Markets Jun 03

Markets rise on stimulus hopes, economic data

Asian markets are all up, boosted by local sentiment, plus positive news in Germany and expectations of further support in the US

by Umesh Desai
Markets rise on stimulus hopes, economic data
A worker sprays water as he cleans the windows on the exterior of a high-rise building in Beijing on June 3, 2020. Photo: Noel Celis / AFP

(ATF) Expectations of more stimulus targeting economies and consumers ravaged by the coronavirus lifted Asian markets even as US-China tensions continued to simmer. Investors are also eyeing PMI survey data in Asia and Europe to see if the easing of restrictions last month is starting to yield economic fruit.

The latest PMI data for China published this morning showed the first increase in activity in the services sector for four months. The seasonally adjusted Caixin China General Services Business Activity Index rose from 44.4 in April to 55.0 in May to signal the first increase in services activity since January.

That is its highest level since October 2010. The Caixin China Composite Output Index also jumped to 54.5 in May from 47.6 the month before, as output in both the manufacturing and service sectors expanded sharply.

“Companies were relatively optimistic about the economy’s forward momentum, and look forward to implementation of the policies announced during the annual session of China’s top legislature,” Wang Zhe, senior economist at Caixin Insight Group, said.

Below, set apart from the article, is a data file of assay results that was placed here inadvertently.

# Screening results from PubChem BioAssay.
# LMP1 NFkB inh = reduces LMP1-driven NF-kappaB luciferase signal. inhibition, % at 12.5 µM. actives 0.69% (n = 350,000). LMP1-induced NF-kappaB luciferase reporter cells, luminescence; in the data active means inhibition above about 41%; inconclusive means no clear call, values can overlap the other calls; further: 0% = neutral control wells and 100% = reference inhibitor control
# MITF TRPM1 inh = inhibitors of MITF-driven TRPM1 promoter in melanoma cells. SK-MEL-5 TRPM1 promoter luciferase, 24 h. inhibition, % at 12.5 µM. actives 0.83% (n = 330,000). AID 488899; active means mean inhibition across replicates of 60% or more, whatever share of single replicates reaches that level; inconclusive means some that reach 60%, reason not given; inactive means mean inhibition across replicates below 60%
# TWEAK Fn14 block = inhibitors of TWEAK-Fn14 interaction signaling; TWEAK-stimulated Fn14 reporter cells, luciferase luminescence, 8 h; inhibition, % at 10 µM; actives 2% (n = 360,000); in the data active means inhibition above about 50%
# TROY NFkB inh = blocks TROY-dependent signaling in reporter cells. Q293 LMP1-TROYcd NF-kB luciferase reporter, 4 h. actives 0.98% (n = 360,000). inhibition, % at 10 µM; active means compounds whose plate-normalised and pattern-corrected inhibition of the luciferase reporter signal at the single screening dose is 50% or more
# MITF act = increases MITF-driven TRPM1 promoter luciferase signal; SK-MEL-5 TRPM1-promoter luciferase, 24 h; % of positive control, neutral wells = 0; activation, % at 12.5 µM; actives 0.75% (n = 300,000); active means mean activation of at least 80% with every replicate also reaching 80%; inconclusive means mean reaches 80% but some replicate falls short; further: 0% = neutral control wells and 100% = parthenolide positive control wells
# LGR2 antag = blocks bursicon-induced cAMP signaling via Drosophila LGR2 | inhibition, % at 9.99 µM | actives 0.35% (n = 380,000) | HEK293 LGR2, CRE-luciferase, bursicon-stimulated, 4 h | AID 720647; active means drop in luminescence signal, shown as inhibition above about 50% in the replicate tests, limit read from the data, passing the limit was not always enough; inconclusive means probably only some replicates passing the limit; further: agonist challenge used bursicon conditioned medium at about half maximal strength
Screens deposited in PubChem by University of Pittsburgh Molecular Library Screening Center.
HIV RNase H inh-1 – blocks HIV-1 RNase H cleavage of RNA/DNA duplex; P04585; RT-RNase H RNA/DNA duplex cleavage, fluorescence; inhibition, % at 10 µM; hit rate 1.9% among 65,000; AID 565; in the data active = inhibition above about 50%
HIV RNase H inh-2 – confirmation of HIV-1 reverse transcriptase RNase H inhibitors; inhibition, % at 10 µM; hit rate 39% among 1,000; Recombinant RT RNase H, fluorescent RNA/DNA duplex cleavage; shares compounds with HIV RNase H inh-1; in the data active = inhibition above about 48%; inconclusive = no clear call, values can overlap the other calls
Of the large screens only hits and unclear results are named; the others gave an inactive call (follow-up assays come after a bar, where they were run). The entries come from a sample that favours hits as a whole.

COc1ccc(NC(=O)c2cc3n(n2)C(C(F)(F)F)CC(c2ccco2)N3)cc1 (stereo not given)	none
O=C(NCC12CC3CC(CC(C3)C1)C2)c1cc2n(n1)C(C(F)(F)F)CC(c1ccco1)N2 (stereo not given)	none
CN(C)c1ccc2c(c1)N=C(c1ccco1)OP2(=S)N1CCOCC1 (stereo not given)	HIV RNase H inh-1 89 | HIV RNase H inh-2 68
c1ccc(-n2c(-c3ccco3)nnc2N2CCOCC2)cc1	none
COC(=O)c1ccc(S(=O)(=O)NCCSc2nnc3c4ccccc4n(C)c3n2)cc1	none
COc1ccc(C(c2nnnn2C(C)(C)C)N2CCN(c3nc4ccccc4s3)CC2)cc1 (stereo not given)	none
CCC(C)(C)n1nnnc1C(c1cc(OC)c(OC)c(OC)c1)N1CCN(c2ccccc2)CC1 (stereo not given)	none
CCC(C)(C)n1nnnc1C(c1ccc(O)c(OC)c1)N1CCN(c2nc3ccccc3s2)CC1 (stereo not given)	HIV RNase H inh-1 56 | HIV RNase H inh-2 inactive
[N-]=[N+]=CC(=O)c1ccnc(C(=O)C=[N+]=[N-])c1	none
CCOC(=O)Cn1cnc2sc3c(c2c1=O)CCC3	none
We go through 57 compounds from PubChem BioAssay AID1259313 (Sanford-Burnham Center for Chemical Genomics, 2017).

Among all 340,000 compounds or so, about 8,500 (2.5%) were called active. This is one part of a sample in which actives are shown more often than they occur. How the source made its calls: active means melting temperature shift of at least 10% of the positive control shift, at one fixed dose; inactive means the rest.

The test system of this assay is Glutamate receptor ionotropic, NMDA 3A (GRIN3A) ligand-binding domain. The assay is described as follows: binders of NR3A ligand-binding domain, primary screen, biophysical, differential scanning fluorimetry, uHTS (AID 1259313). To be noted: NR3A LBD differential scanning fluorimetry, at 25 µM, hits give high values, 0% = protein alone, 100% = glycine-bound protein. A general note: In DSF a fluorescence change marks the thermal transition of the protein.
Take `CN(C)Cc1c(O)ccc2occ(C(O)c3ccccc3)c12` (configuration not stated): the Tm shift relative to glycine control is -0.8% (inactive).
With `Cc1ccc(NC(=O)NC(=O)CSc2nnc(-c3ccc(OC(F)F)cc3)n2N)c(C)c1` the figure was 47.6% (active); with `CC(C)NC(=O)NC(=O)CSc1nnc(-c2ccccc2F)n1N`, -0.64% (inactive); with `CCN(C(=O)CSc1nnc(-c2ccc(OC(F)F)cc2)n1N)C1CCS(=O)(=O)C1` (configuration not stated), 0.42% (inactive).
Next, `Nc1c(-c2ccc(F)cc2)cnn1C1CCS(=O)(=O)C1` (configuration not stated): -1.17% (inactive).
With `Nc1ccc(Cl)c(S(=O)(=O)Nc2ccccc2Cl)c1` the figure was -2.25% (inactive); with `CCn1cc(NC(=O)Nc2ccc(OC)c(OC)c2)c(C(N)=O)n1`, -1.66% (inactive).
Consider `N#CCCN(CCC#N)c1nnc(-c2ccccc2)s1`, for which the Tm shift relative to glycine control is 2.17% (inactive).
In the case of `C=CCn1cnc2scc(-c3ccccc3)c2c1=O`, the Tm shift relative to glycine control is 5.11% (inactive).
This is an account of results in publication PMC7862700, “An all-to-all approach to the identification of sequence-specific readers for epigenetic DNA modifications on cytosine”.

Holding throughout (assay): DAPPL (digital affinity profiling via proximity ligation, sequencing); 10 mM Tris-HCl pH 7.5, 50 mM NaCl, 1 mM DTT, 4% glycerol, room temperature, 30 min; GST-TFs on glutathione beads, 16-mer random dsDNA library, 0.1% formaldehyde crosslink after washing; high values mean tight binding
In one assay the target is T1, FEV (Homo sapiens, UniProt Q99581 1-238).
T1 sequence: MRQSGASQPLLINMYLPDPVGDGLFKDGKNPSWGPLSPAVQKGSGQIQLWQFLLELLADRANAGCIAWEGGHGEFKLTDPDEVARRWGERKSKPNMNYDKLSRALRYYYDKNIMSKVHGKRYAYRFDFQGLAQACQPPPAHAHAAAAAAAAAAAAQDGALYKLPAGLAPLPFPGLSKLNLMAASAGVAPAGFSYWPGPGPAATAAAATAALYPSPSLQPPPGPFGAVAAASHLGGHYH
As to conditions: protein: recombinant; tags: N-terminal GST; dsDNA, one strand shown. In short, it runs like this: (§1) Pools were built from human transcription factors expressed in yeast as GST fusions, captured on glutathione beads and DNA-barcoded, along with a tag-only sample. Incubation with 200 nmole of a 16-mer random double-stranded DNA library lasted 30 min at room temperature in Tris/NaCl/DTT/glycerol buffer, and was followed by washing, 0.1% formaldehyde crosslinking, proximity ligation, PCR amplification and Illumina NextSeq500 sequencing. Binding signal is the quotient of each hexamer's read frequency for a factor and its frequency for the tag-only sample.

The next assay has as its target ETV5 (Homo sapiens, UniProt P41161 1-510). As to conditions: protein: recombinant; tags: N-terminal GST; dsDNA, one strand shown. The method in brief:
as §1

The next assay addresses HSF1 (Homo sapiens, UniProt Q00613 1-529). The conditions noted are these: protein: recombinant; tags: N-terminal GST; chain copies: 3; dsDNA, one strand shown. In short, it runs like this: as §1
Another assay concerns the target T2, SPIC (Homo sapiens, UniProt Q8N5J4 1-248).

Nikkei, Kospi, ASX and Hang Seng all up

Japan’s Nikkei rose 1.15% amid the second phase of reopening in Asia’s second biggest economy – shutdown requests were lifted for movie theatres, gyms, and department stores with no history of problems.

South Korea’s benchmark Kospi surged 2.48% after the government announced a 35.3 trillion won ($28.8 billion) supplementary budget and Australia’s S&P ASX 200 index climbed 1.28% even as Treasurer Josh Frydenberg confirmed on Wednesday that Australia was now in a recession, ending 29 years of growth.

“The upshot is that we think GDP will fall by a much larger 9% in Q2 before gradually firming up in the second half of this year,” Ben Udy, the Australia & New Zealand Economist at Capital Economics, said.

Meanwhile, Hong Kong’s Hang Seng benchmark climbed 1.2% and China’s mainland benchmark CSI300 advanced 0.55%

But credit markets surged with the Asia IG index moving in by 5bps and sovereign CDS 3-10 bps tighter. This has triggered a wave of issuance as yield-hungry investors piled in – Singtel, Kaisa Group and Yinchuan Tonglian are in the market with dollar bond offerings.

Overnight, a pledge of support from the German government and expectations of a second round of stimulus in the US boosted sentiment.

The Dow Jones Industrial Average climbed 1.05%, the S&P 500 gained 0.82%, and the Nasdaq Composite added 0.59%.